Question 21 – AGM transcript
There has been a lot of interesting territory covered during today's AGM. In addition to the webcast archive, will Macquarie also publish a full transcript of the Q&A session on its website. Judges are not told to wade through video recordings of court proceedings and nor should shareholders. Please join the likes of Transurban, IAG and Woolworths and get with the AGM transcript program.
Question 20 - remuneration
Could remuneration committee chair Jillian Broadbent comment on the laudable decision to ditch “fair value” when calculating incentive grants and also whether she has considered also following the ASA argument for Macquarie to disclose actual take home pay rather than just what the accountants calculate? Also, how has Jillian found chairing the Macquarie rem committee given the complexity of pay at Macquarie across its global operations?
Answer: Jillian spoke but didn't say much. They are not giving ground on take home pay.
Question 19 - Shemara shareholding
When Shemara joined the Macquarie board in August 2018 she owned 800,000 ordinary shares which at the time were worth about $100 million. Today she owns 992,881 shares worth $155.5 million. Is Shemara aware of another public company financial services CEO with a bigger shareholding than hers and can she confirm that she intends to maintain her magnificent record of never selling a share in Macquarie Group whilst employed by the group since 1987?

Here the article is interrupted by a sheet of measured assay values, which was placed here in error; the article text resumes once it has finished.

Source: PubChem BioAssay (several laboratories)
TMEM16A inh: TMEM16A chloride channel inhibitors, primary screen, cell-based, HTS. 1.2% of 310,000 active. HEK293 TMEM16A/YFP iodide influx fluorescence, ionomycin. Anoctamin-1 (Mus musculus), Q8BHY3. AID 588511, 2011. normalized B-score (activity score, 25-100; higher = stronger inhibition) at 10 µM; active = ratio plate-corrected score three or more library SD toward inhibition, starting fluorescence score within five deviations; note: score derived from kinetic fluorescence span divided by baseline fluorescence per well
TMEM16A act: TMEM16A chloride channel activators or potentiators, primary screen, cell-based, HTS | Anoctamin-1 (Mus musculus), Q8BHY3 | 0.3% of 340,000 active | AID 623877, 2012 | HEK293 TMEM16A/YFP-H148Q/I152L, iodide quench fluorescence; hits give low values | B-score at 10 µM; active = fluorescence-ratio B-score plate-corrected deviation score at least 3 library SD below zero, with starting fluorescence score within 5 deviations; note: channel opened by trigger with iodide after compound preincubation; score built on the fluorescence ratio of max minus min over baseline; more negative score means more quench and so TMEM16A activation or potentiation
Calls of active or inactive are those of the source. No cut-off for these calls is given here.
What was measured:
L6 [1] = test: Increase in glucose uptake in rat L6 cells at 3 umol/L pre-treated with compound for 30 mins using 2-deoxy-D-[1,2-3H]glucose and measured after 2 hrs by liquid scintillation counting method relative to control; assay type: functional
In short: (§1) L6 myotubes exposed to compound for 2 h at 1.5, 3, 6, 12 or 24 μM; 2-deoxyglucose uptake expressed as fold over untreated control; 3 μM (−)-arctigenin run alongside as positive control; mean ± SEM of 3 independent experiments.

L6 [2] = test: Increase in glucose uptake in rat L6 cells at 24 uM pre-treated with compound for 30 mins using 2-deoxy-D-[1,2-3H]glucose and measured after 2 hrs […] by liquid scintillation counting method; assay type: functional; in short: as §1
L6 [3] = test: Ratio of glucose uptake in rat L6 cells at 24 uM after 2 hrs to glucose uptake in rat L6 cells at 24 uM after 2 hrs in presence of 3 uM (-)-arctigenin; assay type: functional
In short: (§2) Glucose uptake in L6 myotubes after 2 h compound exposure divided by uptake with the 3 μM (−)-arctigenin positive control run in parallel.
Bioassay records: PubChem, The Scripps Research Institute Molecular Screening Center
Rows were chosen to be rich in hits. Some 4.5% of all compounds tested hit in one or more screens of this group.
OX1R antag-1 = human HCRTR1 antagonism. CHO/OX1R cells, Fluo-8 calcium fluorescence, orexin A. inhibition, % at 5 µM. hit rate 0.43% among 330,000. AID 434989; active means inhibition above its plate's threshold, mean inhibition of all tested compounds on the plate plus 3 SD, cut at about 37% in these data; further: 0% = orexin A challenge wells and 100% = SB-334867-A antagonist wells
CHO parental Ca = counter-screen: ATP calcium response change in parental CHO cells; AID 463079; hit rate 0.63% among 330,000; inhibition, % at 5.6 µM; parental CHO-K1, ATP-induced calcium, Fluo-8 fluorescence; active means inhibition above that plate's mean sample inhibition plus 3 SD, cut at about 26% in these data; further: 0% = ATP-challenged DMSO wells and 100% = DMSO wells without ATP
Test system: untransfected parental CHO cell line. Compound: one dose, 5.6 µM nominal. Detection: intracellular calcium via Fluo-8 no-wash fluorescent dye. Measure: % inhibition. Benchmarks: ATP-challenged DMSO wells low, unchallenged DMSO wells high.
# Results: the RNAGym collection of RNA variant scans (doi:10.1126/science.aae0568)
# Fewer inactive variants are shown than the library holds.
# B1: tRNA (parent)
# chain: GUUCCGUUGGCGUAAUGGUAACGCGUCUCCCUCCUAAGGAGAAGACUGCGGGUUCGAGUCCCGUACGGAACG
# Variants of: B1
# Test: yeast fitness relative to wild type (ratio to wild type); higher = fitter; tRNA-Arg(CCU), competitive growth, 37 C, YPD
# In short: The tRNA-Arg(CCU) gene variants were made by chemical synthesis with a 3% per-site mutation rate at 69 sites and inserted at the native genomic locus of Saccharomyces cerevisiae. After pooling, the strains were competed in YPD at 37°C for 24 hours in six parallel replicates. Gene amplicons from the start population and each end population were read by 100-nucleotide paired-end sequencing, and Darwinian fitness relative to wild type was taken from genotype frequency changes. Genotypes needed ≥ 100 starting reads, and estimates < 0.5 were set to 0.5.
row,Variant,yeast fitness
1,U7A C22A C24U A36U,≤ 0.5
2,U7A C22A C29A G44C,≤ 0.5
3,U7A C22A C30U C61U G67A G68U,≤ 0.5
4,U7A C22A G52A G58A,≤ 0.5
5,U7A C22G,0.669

Answer: No plans to sell after 34 years of acquiring stock since joining in 1987.
Question 18 – APRA intervention and risk
What repercussions have flowed from the problems APRA identified with the bank and as chairman of the risk committee with a background in banking regulation, could Glenn Stevens comment on the board's involvement. Is it correct that some institutional shareholders such as CALPERS have chosen to vote against Glenn's re-election today to show some accountability at board level for the APRA sanctions. Is that fair?
Answer: Stevens spoke saying the board was heavily involved and he was pushing for greater engagement with regulators so that Macquarie can "reach its full potential". That's a funny way to describe sucking up to your regulator.